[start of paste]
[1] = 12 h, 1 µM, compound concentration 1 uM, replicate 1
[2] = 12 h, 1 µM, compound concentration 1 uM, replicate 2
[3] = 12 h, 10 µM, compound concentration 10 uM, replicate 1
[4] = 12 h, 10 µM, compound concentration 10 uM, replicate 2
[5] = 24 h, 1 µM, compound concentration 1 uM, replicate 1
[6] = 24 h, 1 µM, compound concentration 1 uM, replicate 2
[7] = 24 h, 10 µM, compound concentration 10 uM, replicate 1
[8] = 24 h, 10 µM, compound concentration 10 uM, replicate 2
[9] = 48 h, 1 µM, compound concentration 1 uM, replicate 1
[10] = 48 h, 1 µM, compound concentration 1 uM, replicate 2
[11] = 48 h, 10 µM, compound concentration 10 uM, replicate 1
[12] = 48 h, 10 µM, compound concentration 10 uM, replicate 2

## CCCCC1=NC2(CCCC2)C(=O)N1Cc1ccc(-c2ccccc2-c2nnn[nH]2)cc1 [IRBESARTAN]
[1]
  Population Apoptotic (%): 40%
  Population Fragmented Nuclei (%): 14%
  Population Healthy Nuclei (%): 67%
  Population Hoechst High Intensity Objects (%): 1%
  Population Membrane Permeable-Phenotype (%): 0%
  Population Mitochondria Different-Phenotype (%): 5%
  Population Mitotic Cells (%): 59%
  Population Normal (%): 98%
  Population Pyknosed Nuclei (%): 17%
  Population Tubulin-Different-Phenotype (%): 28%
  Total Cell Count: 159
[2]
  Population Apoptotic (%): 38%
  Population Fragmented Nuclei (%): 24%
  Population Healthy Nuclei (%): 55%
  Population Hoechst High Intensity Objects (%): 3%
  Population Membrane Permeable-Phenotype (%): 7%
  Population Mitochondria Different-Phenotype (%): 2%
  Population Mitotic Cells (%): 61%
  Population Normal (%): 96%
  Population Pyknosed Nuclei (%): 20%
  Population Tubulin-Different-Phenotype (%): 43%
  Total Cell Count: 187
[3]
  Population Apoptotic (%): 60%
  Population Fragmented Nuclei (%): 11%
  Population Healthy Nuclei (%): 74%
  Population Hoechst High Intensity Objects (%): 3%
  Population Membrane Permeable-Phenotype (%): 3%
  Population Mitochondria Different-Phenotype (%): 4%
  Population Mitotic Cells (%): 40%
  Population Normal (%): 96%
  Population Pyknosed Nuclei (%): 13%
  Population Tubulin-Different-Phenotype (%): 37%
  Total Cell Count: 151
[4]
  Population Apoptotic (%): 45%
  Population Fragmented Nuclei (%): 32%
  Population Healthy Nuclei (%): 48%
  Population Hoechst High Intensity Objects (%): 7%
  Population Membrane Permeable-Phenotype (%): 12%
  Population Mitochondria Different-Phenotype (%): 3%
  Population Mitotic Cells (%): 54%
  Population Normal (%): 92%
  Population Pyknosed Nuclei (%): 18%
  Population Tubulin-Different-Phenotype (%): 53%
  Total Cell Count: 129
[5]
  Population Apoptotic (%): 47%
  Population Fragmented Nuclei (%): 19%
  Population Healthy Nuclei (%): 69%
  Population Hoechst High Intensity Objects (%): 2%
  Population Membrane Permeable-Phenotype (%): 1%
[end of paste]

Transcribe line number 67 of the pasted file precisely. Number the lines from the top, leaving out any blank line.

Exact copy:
  Population Membrane Permeable-Phenotype (%): 1%